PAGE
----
A striking portrait of Long Otter (mis-titled Long Otto) has joined the Clements collections. Taken by Richard Throssel (1882-1933), a photographer of Native American descent, the platinum print shows Long Otter of the Crow Indians wearing a headdress topped with what appears to be a golden eagle. This exciting and unusual photograph, where both creator and subject were Native Americans, will be added to the Richard Pohrt, Jr. Collection of Native American Photography.

Haskell Indian School students; Robert Agosa is seated at left.

Also new to the Graphics Division are two cabinet photographs of students who attended the United States Indian Industrial Training School (known as the Haskell Indian School and currently in existence as the Haskell Indian Nations University), a boarding school for Native Americans started in Lawrence, Kansas, in 1884. The only identified individual is Robert Agosa, who was Ojibwe and whose grandfather was a tribal leader. Agosa went on to become a prominent tailor in the Traverse City area.

Map Division

Detail from Guinea propria, nec non Nigritiae vel Terrae Nigrorum maxima pars, geographis hodiernis dicta utraq . . . ([Nuremberg], 1743).

Guinea propria, nec non Nigritiae vel Terrae Nigrorum maxima pars, geographis hodiernis dicta utraq . . . [Guinea itself as well as Nigritia or the greatest part of the Land of the Blacks as told by today’s geographers…] ([Nuremberg], 1743).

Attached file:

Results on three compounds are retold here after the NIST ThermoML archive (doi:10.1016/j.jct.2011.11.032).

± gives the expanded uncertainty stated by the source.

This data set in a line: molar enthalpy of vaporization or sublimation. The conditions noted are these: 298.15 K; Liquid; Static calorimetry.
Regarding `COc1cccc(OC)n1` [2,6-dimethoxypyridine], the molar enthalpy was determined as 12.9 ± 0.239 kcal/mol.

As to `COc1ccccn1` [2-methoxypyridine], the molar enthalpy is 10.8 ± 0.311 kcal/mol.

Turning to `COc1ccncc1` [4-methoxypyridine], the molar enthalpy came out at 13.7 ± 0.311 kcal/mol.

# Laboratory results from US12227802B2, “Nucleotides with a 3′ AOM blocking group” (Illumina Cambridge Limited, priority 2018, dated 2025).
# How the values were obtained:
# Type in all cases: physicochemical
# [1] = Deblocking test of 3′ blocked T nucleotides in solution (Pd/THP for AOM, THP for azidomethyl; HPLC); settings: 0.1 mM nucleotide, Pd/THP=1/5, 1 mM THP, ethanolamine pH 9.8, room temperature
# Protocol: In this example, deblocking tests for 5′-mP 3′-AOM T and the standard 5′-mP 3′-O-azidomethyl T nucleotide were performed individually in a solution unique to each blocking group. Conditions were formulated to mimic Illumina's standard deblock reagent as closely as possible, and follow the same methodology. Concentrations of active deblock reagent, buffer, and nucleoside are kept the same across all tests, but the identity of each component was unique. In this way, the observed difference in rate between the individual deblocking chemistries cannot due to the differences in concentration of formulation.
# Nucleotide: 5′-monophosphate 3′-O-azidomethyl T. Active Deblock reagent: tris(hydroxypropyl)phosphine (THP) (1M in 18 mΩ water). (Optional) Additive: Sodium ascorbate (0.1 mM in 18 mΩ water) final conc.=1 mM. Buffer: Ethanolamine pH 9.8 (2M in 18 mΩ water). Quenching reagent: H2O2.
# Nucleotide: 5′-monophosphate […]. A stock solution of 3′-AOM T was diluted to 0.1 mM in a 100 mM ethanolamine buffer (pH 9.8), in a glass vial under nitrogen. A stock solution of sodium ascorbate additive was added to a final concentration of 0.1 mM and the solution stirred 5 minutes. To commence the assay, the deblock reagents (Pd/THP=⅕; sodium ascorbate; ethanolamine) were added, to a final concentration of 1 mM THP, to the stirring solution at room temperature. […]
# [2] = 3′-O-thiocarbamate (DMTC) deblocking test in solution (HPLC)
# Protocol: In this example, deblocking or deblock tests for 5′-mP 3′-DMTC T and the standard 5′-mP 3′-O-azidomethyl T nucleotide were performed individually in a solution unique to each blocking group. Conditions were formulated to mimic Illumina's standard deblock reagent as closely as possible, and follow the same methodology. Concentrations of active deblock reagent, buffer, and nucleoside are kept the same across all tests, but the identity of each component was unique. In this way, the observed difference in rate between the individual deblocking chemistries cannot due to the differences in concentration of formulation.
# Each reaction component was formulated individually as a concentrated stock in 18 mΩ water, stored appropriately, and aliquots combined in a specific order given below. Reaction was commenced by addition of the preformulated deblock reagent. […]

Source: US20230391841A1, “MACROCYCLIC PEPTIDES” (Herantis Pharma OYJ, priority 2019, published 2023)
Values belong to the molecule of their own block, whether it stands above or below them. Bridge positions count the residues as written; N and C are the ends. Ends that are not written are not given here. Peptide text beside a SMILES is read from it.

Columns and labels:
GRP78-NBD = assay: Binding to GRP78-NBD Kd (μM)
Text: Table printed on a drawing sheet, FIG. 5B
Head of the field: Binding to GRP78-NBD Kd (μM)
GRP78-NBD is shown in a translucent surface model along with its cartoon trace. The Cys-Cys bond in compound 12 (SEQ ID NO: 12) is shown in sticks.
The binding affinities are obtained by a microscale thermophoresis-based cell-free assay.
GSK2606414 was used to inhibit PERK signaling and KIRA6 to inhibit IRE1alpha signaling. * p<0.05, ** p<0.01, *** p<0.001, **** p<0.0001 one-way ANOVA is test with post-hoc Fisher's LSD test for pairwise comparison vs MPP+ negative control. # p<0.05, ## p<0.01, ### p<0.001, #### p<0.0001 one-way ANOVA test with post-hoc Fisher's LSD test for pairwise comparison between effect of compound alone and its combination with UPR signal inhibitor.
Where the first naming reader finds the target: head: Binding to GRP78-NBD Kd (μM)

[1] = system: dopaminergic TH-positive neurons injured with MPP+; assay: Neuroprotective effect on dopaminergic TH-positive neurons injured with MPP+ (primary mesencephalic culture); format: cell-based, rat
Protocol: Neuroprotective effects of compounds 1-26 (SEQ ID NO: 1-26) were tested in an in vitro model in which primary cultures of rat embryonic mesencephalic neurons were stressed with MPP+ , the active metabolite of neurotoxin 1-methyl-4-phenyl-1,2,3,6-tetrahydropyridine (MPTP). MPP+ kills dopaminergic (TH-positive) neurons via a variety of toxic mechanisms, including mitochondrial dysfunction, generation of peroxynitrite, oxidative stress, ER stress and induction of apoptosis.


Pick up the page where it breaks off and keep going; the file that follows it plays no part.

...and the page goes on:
The long full title in Latin and its French equivalent at the top of this highly detailed map tells us much about the sources of this depiction of the coast and interior of the West African region now known as the sub-Sahara. Many notes in Latin populate this map of northwest Africa and its coastline, providing a wealth of detail about trade opportunities, local people, and geographic features. A lettering system of F. H. A. or D. is used to indicate which Europeans (French, Dutch, English, or Danes) held coastal trading posts or factories, used as clearing houses for trade goods and human beings destined for transport in the Trans-Atlantic slave trade. At the same time, African kingdoms which controlled the coast and the near interior are also labeled and described. A detailed and evocative illustration in the lower left describes visually the way of life of locals in Cap Mezurado (on the coast of what is now Liberia)—house, kitchen, milling works, meeting house—and the style of dress of the king and queen of Juda, on the Gold Coast in what is now Benin. These sympathetic depictions and the geography are based, according to the title, on the travels of the chevalier Des Marchais (d. 1728) in the region from 1725-27, described and published by Jean Baptise Labat (1663-1738), in Voyage du chevalier Des Marchais en Guinée (Paris, 1730) with maps by the French geographer, J.B.B. d’Anville (1697-1782). The Latin/French map was compiled from these sources by the German geographer, Johann Matthias Hase (1684-1742), who used a new projection of his own devising, and published by the Nuremberg map firm, Homann Heirs, in 1743. Thus the map represents the result of on-site observations and leaves blank what is unknown. The map is an important connection to other Clements material on the centuries-long trade in enslaved people.